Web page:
“Tomorrow’s victory is today’s practice.”
- Chris Bradford, The Way of the Warrior
We are raised with the mantra that ‘practice makes perfect’ and later you learn that ‘perfect practice makes perfect’. The people who make things look easy are not always the most gifted but usually the most prepared. Malcolm Gladwell in his book Outliers even quantifies that it takes 10,000 hours of practice to become an expert at something. You will almost never find someone who is at the top of their game who has not spent years of preparation and practice.
The medical coding world is no different, especially as we get ready for the massive change that is the ICD-10 in October. ICD-9 has been around since 1979 and still we have a huge shortage of experienced coders and only a small elite can be considered consultant status. When a client asks for outside assistance, they expect proven resources who can ramp up quickly and meet or exceed their own internal productivity and accuracy standards and metrics. Imagine being dropped into a brand new employer and being expected to already understand all of their systems, guidelines, processes and documentation while ramping up immediately and outputting quality work. Even the best can fold under that pressure.
Now imagine ICD-10, which compared to ICD-9 is like moving from English to Spanish or at least finding out your English was more limited than you thought. To learn a language many will go to school for multiple years and still only know a few key words and phrases. All language programs say your best success comes from real world practice or immersion in cultures who are native to the dialect. With ICD-10, the only true native speakers live in other countries using variations much different than in the United States. Coders across America that work for good employers have been doing years of training and education getting ready for this massive shift to ICD-10. The constant delays have whipsawed these efforts and many have struggled staying ready while speaking ICD-9 in their everyday lives.
While training and education is critical for success nothing is more important than real world practice. Most progressive organizations by now have started a dual coding effort. Some are utilizing test charts in a learning lab and many are dual coding live charts in ICD-9 and ICD-10. The best prepared coders will have months of dual coding as many real world charts for the provider they work for with constant feedback and education from expert Auditor/Educators. This builds confidence and is even a great retention strategy as the best coders want to be the best ICD-10 coders too and will often leave a job to get a better readiness experience.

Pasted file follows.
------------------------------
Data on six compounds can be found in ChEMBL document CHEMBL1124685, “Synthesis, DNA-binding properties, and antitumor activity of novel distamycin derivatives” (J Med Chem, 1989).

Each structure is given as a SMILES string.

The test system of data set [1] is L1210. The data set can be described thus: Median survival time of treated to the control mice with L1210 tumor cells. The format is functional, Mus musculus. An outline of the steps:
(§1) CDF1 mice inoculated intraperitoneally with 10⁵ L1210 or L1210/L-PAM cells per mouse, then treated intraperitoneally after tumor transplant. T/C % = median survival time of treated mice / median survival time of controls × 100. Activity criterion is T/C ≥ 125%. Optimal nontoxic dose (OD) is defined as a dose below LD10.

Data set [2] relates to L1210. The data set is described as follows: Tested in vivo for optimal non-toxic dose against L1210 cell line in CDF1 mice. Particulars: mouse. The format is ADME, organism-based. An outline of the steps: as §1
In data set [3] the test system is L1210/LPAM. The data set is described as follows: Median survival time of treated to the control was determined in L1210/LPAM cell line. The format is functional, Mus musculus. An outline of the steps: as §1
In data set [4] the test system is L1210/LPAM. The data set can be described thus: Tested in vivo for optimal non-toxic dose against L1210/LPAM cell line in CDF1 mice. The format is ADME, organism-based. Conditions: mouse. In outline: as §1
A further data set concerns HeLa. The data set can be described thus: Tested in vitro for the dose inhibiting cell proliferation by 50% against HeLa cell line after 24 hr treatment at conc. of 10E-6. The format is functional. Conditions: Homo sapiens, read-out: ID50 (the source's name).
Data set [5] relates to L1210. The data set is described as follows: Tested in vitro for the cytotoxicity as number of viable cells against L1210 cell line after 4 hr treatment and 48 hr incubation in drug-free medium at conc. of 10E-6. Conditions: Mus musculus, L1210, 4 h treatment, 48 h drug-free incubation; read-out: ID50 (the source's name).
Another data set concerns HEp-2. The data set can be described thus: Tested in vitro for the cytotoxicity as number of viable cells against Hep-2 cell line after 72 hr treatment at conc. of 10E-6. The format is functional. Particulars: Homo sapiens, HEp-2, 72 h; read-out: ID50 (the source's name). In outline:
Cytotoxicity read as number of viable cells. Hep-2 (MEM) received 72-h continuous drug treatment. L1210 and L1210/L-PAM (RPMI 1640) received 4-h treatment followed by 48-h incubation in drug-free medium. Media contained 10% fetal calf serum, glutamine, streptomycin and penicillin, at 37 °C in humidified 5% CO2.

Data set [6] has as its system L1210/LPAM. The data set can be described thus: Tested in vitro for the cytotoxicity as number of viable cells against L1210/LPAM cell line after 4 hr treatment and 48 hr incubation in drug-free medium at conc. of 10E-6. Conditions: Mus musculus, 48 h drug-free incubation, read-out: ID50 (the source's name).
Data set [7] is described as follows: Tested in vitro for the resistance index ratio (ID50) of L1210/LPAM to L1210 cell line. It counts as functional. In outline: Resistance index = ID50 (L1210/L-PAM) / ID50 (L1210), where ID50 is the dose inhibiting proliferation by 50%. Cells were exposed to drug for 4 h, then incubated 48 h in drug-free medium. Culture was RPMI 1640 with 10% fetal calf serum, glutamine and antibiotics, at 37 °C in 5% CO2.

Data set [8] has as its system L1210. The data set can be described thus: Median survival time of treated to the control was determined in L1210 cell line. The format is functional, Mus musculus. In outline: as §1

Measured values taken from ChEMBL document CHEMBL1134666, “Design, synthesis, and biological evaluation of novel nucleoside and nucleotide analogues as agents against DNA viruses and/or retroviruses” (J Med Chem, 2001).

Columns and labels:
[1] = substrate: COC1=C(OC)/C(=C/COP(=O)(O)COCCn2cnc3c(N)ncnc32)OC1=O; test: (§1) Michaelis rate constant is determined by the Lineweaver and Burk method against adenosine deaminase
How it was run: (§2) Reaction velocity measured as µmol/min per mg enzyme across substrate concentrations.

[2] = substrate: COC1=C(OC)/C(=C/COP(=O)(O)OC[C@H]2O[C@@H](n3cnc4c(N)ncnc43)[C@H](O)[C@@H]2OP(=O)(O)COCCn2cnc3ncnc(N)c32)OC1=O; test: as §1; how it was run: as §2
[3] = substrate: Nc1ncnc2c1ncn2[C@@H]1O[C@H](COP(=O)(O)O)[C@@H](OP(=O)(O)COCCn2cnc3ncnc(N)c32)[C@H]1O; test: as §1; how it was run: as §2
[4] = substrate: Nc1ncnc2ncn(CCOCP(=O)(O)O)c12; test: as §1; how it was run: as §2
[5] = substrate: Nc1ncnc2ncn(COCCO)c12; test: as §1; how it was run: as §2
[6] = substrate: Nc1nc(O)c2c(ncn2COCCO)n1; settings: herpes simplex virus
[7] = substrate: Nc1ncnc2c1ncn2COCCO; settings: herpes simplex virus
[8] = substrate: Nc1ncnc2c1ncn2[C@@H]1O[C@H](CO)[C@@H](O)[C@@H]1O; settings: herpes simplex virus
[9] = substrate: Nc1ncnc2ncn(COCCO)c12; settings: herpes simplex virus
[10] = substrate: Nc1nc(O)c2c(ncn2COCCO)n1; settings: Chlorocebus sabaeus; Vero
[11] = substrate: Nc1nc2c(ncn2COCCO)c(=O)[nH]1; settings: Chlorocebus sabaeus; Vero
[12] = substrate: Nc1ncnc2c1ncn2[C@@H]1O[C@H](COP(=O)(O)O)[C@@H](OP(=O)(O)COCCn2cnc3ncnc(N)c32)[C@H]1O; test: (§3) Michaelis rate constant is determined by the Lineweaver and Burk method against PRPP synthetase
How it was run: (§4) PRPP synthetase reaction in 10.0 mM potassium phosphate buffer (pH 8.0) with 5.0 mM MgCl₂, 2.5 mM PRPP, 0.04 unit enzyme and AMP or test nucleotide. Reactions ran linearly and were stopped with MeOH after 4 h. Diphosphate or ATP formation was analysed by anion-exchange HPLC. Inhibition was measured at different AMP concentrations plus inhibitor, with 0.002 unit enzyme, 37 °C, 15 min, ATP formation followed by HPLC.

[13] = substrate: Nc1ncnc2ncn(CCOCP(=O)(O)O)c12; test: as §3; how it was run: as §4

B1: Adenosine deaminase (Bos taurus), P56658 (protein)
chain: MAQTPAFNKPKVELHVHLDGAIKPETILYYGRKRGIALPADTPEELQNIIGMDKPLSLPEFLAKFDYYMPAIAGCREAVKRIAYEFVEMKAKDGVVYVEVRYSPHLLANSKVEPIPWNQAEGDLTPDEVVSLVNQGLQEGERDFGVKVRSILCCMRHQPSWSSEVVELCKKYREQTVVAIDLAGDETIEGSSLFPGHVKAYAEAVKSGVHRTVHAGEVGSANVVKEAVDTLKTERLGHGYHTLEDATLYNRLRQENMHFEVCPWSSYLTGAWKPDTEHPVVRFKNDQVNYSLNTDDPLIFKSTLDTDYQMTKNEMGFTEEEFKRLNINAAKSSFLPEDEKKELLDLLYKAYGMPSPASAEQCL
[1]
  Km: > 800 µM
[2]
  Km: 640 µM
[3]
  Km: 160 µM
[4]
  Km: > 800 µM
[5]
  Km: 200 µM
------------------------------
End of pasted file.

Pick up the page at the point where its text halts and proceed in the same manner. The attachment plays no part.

ICD-10 will compound the current industry coder shortage due to its impact on productivity. I speak with many ICD-10 coding experts who predict a productivity decreases of 30% - 70% which will have devastating effects on today’s limited resources. The better prepared your staff is the less of an impact there will be as well as a quicker recovery back to as close to pre ICD-10 as you can get. With that said, almost every provider will need to utilize outside coding resources before, during and after this Epic event. It is critical to verify that these resources have received strong ICD-10 training and education and enter your organization as prepared as possible. This becomes an investment in risk mitigation and those that act quickly will win.
This brings up a hot topic that is currently being debated in the community. Some consider contract staff to be like robots who come in and already know everything. While contractors are often the elite in the coding world they too are human. Nobody has been reimbursed yet in the United States for an ICD-10 coded chart so we are all in this together. If you decide you need additional contract resources you should bring them in early, lock them up for at least one year and involve them in all of your readiness activities. Some hospitals I am speaking with are deciding not to include the contract staff in their Dual Coding exercises as they are reluctant to make that investment. I believe this is short sighted because the most trained and educated coders will struggle without the same dual coding experience on your actual charts. If you plan on keeping this additional staff beyond ICD-10 Go Live, you are cheating yourself by not offering them the same readiness as your own staff.
The best prepared always win and this will be extremely true in the ICD-10 transition. Embrace your outside resources and invest in them and you will be in the top 10% of ICD-10 transition success stories. Don’t turn Dual coding into Duel Coding!